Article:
Image result for morbid stuff album cover"Toronto pop-punk band PUP’s 2016 album The Dream Is Over (still a cover art all-timer) was an album-long treatise on the physical, mental, and spiritual unsustainability of being in a band, so of course it’s the album that broke PUP through and meant them staying together as a band for even longer. Follow-up album Morbid Stuff is less overtly grueling, but possibly the darkest of the band’s three albums, focusing on adult fears like mortality, failure, helplessness, and one’s own inability to change. In some ways, it’s a companion album to Basking in the Glow: while both albums feature people aiming for self-betterment, BitG responds to adversity by doubling its efforts, whereas Morbid Stuff goes from meditation and organic food to wishing the Earth would explode after a chance encounter with an ex. Sometimes Morbid Stuff can’t help but grumble out of the side of its mouth about self-improvement, questioning how much this is all worth in a world that routinely goes to shit (“Free at Last,” “Scorpion Hill”), while at other times, there’s this longing for being a better person as a way to heathily cope with life’s challenges (“Closure,” “Sibling Rivalry”). Morbid Stuff also views substances less as a means of release and more akin to a punishment or self-flagellation; the macabre “Blood Mary, Kate, and Ashley” is fueled by a miserable acid trip, and singer Stefan Babcock howls “Let’s get high out of our minds!” less like a celebration, and more like he knows that lighting a joint is the closest he can get to setting himself on fire. It’s dark stuff for an impossibly great shout-along record, but PUP’s always been in the business of misery.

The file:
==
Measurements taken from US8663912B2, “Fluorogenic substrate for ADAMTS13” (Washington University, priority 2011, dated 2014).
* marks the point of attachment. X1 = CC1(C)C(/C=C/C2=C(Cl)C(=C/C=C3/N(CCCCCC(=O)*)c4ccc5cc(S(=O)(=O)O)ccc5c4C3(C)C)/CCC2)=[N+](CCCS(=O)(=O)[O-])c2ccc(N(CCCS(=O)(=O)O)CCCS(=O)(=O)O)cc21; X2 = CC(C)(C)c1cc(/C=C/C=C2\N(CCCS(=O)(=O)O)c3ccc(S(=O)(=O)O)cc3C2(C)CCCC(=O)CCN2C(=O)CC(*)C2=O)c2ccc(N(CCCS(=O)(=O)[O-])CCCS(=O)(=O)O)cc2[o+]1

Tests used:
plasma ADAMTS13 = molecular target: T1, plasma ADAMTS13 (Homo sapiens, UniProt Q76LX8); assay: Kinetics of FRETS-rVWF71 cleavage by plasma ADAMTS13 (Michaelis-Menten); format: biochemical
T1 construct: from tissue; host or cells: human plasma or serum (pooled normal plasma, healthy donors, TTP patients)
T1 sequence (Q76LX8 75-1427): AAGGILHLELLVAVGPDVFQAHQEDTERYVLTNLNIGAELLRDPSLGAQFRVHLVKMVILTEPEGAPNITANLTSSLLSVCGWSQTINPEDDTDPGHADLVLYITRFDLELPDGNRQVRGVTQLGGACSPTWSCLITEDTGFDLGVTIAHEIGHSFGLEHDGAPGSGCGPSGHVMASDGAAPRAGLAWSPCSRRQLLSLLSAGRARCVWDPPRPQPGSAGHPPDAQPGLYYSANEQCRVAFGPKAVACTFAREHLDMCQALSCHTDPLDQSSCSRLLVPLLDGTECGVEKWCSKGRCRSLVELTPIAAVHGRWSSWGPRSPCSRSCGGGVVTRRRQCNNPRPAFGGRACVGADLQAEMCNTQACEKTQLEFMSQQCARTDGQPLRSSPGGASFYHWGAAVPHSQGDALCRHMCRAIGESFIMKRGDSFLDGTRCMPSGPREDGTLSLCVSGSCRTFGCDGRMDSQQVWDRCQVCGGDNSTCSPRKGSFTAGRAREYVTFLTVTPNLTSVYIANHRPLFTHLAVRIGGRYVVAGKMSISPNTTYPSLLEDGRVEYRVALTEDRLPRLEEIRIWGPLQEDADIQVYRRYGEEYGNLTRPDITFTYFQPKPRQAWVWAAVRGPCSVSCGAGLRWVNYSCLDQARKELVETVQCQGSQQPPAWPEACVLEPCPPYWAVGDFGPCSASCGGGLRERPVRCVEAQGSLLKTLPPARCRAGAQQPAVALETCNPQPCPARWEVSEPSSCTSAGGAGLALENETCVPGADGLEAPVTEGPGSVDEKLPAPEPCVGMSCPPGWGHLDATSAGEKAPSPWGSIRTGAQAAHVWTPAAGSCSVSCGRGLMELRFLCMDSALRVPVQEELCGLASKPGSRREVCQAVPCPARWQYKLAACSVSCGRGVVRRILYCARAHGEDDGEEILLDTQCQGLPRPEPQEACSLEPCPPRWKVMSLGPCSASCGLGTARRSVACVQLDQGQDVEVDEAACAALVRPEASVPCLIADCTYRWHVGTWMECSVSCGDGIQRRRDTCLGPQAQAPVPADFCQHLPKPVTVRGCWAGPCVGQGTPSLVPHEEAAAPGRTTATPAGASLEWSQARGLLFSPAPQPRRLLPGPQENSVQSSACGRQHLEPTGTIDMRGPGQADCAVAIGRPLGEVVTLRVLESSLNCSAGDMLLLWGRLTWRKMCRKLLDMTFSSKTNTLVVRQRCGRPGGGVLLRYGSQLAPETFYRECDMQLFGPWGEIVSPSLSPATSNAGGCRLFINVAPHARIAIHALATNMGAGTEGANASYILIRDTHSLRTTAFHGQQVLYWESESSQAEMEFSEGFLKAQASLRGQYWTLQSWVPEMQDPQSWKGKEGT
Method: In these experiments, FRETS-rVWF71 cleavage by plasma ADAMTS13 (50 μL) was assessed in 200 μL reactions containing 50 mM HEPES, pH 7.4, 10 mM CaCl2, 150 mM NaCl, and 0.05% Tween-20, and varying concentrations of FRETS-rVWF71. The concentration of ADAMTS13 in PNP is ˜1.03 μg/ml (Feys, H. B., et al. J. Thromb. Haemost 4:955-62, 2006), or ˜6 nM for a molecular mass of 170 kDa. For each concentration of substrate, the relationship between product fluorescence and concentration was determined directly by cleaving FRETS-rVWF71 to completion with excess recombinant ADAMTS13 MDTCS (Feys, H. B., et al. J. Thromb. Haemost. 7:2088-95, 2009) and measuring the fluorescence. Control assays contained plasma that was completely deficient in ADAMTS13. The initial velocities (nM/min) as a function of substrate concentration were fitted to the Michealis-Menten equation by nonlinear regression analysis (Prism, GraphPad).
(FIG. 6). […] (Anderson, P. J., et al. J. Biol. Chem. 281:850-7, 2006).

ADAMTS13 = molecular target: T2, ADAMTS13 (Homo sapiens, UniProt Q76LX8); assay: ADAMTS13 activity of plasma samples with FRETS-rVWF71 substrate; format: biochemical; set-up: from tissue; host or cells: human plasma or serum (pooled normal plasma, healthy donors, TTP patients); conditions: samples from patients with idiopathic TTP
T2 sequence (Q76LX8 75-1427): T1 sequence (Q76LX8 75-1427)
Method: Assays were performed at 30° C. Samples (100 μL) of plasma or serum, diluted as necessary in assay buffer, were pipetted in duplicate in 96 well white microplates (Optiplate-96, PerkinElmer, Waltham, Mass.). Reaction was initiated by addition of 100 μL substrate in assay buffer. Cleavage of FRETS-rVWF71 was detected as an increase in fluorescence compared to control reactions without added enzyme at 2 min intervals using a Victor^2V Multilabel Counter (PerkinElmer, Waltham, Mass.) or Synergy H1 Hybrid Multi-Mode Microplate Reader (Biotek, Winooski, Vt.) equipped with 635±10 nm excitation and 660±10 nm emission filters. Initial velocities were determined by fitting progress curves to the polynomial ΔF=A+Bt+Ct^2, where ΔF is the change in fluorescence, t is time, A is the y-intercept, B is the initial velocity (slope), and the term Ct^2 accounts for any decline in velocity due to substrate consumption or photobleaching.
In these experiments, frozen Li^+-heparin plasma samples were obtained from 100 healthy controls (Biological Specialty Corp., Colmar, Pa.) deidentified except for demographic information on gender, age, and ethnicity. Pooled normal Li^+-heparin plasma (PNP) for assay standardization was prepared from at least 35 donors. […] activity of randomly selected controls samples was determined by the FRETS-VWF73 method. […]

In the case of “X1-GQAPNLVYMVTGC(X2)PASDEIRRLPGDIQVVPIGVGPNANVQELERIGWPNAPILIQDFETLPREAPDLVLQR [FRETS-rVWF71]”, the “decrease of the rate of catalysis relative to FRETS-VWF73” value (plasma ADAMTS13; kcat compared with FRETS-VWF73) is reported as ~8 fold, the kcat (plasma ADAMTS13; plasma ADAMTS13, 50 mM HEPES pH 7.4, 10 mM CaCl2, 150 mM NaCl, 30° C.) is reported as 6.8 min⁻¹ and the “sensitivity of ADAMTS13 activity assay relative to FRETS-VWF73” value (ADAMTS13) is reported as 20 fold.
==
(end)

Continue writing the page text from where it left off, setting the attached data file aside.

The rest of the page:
3. Mannequin Pussy – Patience
Image result for patience album cover mannequin pussy"Mannequin Pussy’s 2016 (y’know, it occurs to me I haven’t gone on record saying this anywhere, so let me fix that: 2016 was a fucking great album year) album Romantic was a 17 minute blast of shoegazey punk that’s held up so well that I think I might have underrated it on that year’s list, and third album Patience still manages to be a near-complete upgrade. There is of course flagship anthem “Drunk II,” frontwoman Marisa Dabice’s ode to feeling lost, messy, and vulnerable after a breakup that has room for both the lyric “I still love you, you stupid fuck!” and at least two guitar solos that’s rightly gotten end of year accolades, but that’s not all the record offers. Patience is still a Mannequin Pussy record, and as such, it’s filled with one and two minute long ragers that tell off shitty romantic partners and labels while strengthening the self. These songs have all of Romantic’s hardcore ferocity, but thanks to Mannequin Pussy’s growth together as a band and the hand of producer Will Yip (the guy behind other polished and punishing masterworks like Title Fight’s Hyperview and Turnstile’s Time + Space), each one hits with a newfound clarity. The longer songs are just as rewarding, too, especially closer “In Love Again,” where the album’s grinding tension explodes into the joy of embracing the unknown with someone. Patience is the rare band level-up that never loses track of what drew your eye in the first place.